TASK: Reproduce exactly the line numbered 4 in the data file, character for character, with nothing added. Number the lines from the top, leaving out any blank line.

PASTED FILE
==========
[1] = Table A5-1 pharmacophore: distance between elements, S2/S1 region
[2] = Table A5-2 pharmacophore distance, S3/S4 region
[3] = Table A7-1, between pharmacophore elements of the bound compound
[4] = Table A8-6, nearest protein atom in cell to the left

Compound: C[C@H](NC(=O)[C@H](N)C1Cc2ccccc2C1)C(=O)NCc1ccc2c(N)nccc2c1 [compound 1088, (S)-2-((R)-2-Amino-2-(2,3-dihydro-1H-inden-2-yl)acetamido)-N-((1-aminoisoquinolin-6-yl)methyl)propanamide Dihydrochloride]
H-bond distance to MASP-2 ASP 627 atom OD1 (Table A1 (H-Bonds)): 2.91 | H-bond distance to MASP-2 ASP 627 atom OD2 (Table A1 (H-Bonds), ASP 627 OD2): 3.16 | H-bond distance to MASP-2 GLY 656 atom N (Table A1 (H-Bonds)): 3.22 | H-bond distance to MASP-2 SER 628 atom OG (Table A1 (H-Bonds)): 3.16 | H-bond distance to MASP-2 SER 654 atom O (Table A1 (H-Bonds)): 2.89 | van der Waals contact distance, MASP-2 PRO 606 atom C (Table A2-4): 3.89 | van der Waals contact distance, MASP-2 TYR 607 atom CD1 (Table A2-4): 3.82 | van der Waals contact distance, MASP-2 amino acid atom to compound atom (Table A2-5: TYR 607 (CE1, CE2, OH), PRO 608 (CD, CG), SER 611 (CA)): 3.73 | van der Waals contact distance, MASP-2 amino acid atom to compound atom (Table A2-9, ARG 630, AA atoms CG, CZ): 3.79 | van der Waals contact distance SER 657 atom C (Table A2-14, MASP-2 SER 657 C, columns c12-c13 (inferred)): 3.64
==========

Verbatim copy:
[4] = Table A8-6, nearest protein atom in cell to the left